The second part of Aki Kaurismäki's "Finland" trilogy, the film follows a man who arrives in Helsinki and gets beaten up so severely he develops amnesia. Unable to remember his name or ... See full summary »
The movie tells the story of Taisto Kasurinen, a finnish coal miner whose father has just committed suicide and who is framed for a crime he did not commit. In jail, he starts to dream ... See full summary »
A tale about a strange young man, Bulcsú, the fellow inspectors on his team, all without exception likeable characters, a rival ticket inspection team, and racing along the tracks... And a tale about love.
A woman takes the law into her own hands after police ignore her pleas to arrest the man responsible for her husband's death, and finds herself not only under arrest for murder but falling in love with an officer.
The second part of Aki Kaurismäki's "Finland" trilogy, the film follows a man who arrives in Helsinki and gets beaten up so severely he develops amnesia. Unable to remember his name or anything from his past life, he cannot get a job or an apartment, so he starts living on the outskirts of the city and slowly starts putting his life back on track. Written by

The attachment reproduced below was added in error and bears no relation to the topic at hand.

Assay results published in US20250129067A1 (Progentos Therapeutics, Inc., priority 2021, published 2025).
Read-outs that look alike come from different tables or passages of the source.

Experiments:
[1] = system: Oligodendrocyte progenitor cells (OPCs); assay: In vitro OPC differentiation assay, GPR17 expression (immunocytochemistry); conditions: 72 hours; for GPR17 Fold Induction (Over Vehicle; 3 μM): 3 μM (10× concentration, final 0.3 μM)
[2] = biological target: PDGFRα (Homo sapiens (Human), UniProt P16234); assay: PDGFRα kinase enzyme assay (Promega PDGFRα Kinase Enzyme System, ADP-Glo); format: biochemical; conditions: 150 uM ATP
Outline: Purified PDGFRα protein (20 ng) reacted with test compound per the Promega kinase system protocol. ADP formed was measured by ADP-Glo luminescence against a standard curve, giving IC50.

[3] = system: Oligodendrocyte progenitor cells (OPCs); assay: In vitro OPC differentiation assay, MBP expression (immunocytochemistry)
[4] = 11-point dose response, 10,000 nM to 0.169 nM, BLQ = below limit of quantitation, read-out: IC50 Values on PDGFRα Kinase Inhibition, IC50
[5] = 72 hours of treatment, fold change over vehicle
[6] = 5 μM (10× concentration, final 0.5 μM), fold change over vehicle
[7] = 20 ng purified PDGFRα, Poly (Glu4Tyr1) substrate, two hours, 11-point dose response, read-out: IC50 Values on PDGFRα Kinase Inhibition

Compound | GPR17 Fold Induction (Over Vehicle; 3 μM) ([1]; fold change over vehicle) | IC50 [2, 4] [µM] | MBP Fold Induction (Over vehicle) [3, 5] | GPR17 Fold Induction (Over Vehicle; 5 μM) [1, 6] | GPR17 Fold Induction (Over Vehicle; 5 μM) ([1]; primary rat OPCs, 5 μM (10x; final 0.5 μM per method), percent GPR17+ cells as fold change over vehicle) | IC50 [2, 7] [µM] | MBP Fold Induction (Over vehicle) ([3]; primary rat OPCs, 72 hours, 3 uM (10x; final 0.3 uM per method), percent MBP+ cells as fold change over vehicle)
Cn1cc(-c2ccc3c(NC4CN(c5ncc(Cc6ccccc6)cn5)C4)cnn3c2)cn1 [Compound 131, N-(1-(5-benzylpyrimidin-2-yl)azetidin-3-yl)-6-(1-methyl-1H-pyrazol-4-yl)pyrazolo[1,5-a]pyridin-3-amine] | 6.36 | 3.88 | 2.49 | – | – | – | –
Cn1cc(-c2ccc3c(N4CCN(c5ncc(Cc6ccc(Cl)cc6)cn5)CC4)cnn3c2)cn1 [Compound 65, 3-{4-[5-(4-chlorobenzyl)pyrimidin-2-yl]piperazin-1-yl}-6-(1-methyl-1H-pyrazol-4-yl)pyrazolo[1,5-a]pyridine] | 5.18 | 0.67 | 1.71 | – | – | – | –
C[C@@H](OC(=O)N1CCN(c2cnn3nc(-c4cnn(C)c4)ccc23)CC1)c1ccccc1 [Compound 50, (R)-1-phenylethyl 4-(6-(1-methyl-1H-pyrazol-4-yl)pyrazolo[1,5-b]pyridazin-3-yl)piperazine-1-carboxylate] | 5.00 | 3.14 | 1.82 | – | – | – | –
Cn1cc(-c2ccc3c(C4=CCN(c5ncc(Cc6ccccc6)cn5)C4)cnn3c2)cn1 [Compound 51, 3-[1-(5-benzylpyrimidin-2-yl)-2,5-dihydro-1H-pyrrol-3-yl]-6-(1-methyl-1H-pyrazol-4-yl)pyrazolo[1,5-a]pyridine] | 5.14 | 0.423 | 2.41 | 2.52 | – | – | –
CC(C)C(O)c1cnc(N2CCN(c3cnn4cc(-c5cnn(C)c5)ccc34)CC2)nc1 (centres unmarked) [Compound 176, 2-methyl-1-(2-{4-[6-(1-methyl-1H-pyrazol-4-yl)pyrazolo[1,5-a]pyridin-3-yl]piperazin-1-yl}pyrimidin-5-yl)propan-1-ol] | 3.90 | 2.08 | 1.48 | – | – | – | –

Jussi Tarvainen <firstname.lastname@example.org>
Having spent time working and living in Finland, I absolutely loved the film. Not only the visuals, the Helsinki waterfront, but moreso, the special warmth of Finnish culture and people. The way the men related to each other, for example, was amazingly clever in its capture (and parody) of male-male relationships. Man-woman was just was wonderful, with the long-suffering women and the helpless men (this is of course universal, not just Finnish, which makes the film fully human). The bank employee was fantastic; I saw "her" when I opened an account in a city north of Helsinki! No, it wasn't the stereotypes, but the rich cultural images that were NOT "Hollywooded" up or forced American fare. It's a real film, and I am glad I saw it. Kiitos!
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